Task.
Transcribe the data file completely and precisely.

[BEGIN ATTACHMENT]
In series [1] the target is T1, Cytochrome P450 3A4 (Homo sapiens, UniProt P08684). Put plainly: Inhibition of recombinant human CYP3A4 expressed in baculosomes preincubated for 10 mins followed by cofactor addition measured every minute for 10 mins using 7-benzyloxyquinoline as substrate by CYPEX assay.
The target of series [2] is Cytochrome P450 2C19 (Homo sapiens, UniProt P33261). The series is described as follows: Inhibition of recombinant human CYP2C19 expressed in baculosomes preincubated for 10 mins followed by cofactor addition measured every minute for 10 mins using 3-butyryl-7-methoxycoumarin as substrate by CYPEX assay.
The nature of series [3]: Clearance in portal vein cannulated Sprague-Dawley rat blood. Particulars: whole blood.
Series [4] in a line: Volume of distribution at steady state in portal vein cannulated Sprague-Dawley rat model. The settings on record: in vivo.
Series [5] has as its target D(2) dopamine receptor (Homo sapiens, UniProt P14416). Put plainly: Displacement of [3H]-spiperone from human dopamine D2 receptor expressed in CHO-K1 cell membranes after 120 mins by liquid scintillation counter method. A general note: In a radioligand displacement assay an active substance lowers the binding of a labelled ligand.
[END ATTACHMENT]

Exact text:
In series [1] the target is T1, Cytochrome P450 3A4 (Homo sapiens, UniProt P08684). Put plainly: Inhibition of recombinant human CYP3A4 expressed in baculosomes preincubated for 10 mins followed by cofactor addition measured every minute for 10 mins using 7-benzyloxyquinoline as substrate by CYPEX assay.
The target of series [2] is Cytochrome P450 2C19 (Homo sapiens, UniProt P33261). The series is described as follows: Inhibition of recombinant human CYP2C19 expressed in baculosomes preincubated for 10 mins followed by cofactor addition measured every minute for 10 mins using 3-butyryl-7-methoxycoumarin as substrate by CYPEX assay.
The nature of series [3]: Clearance in portal vein cannulated Sprague-Dawley rat blood. Particulars: whole blood.
Series [4] in a line: Volume of distribution at steady state in portal vein cannulated Sprague-Dawley rat model. The settings on record: in vivo.
Series [5] has as its target D(2) dopamine receptor (Homo sapiens, UniProt P14416). Put plainly: Displacement of [3H]-spiperone from human dopamine D2 receptor expressed in CHO-K1 cell membranes after 120 mins by liquid scintillation counter method. A general note: In a radioligand displacement assay an active substance lowers the binding of a labelled ligand.